Page 1 of 2
Local currencies value time, build community, and keep business moving even when credit dries up.
Total dependence on one currency is like total dependence on one crop, or, for that matter, a single energy source: There’s always the risk that crop failure or a cutoff in supply will topple the whole system. This is the scenario we’re seeing now—credit has dried up and unemployment is soaring. In small pockets throughout the world, in rural areas and inner cities, and spots as far-flung as Bavaria and Thailand to Massachusetts and Michigan, people are responding by launching their own currencies. Such monetary renegades are not simply thumbing their noses at the dollar (or the mark, or the euro, or the baht). They are making a carefully considered choice to promote the well-being of their communities.
“From the beginning we had two objectives—to promote the region and promote local charities,” says Christian Gelleri. In 2003, Gelleri and a group of his students at a Waldorf School developed the Chiemgauer currency in the Lake Chiemsee region of Bavaria, Germany. Since then, some 3 million Chiemgauer notes (equivalent in value to the euro) have been placed in circulation. The currency, accepted by 600 businesses in the region, typically is spent and spent again 18 times a year—three times more than the euro. This means that the currency is encouraging trade and cooperation in the region, which keeps the shops and restaurants and artisans active. Think of this faster rate of use (what economists term “velocity”) as a kind of reinvestment in the community.
Local currencies can help a community counter some of the problems with conventional money. For example, bank-issued currency tends to flow toward the money centers for investment. If you shop at a chain store, the profit gets whisked out of town and into the corporate coffers, and then, often, to the speculative market. A local currency stays in the community, encouraging local business and trade, adding value to local products and services, and supporting the local infrastructure.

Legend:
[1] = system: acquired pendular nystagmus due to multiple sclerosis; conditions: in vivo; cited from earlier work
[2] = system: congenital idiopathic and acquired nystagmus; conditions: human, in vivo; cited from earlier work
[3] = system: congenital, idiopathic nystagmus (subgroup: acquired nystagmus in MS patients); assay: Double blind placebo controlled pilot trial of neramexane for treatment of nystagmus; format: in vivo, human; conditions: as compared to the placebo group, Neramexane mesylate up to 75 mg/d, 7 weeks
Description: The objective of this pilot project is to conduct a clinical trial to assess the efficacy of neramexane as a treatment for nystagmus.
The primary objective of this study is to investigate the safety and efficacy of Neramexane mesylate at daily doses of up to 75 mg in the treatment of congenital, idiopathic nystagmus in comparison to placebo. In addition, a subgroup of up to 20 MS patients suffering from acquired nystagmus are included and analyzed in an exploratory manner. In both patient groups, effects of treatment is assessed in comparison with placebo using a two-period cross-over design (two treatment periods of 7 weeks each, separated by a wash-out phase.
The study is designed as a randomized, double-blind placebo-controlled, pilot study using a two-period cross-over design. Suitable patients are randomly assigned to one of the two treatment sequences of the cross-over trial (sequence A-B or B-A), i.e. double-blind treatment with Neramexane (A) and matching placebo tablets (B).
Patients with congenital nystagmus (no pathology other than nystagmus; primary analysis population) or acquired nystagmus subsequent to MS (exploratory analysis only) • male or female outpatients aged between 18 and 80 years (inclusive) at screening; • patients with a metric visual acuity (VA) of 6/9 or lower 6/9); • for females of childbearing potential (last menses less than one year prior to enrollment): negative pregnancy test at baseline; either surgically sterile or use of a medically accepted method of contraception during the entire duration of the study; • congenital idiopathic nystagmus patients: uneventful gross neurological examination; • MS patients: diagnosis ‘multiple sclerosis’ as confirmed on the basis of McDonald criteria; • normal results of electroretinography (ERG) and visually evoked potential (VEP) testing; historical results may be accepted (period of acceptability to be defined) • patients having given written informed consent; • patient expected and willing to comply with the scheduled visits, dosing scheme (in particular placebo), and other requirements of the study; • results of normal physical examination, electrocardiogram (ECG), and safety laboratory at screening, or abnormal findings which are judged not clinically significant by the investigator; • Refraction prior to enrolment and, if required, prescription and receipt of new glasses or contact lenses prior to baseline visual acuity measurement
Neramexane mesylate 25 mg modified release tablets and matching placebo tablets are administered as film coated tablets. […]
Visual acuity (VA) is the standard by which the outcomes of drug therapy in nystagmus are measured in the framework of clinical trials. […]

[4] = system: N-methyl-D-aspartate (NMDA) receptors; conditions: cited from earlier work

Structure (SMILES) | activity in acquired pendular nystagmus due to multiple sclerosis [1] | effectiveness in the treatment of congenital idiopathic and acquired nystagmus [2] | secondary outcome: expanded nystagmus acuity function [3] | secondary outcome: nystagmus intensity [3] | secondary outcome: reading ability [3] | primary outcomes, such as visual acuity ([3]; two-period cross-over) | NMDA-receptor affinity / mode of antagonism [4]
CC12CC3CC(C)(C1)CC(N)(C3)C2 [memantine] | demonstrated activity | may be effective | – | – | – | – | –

Reliance on national currency means being at the mercy of the national credit situation. As we’ve recently seen, credit constriction can paralyze local economies. Despite the availability of goods and the need for business, when there’s no money, consumers don’t buy. Stores don’t sell. Start-ups can’t get a toehold. An alternative currency gives people another way to buy, sell, lend and borrow. If the community creates its own currency, local business can go on, even if the supply of national currency dries up.
At the most basic level, currency functions as a means of exchange (I give you a dollar and you give me an ice cream cone), a unit of value (a dollar, pound, etc.) and a store of value (you can hold onto a dollar as it maintains its worth). It’s also a source of information about relative value, and about what is needed to keep trade flowing—for instance, by adjusting the supply of money or the exchange rate so that those in other markets can afford your goods.
With local currency, a community can meet currency needs that the national tender isn’t fulfilling. If the idea seems fanciful, there are models up and running—some for many years.
Author and urban activist Jane Jacobs’s work was one inspiration for the monetary experiment called BerkShares—considered the best-designed and most successful local currency in the United States, with more than $2.4 million worth passing from bank to hand to till and around again since fall 2006. The attractive paper bills—one BerkShare is worth $1, but is sold into circulation for 95 cents—are accepted at more than 400 businesses in the Berkshire region of western Massachusetts.
Jacobs pointed out that national currencies cover such broad geographical areas that they provide no local feedback. The way our system is now, regions subsidize each other, and weaknesses are not corrected. Local currencies, however, have clear feedback loops so that trade and production imbalances can be addressed more quickly.
As Susan Witt, executive director of the E.F. Schumacher Society, explains, “Whenever a BerkShare must be returned to the bank [instead of recirculated], that means there is not a source or product available locally to fill that business’s needs.” For example, say a toy store finds itself stuck with the currency. This presents an opportunity for a local craftsperson to provide the store with wooden figures, games or puzzles to be purchased with BerkShares.
Witt, cofounder of the BerkShares program, took to heart Jacobs’s belief that regional economies need their own currencies to grow and thrive. “Businesses are now trading with other local businesses, so that they’re sourcing their printing, accounting and food products locally rather than out of the area,” says Witt. “People are getting off Amazon.com and back to the local bookstore and camera store. They like the personal exchanges and the ambiance, so they stay.”
The currency belongs to the community, Witt stresses. And its use has been a valuable exercise in community empowerment. “The use of BerkShares is educating people on the importance of supporting local businesses. With that comes a sense of empowerment—that people can make positive changes in the local economy. The fact of BerkShares raises questions like: Can we issue currency that is not backed by the U.S. dollar? It’s prompting people to think about other ways of thinking about money.”
On a recent visit to Great Barrington, Massachusetts, I purchased BerkShares at Lee Bank and spoke to branch manager Paula Miller, who expressed enthusiasm about the currency. “Customers love it. We’ve gotten to know other businesses better,” she said, adding that it’s always fun when clients recognize the work of local artists who designed the bills. “It makes it a little more real.”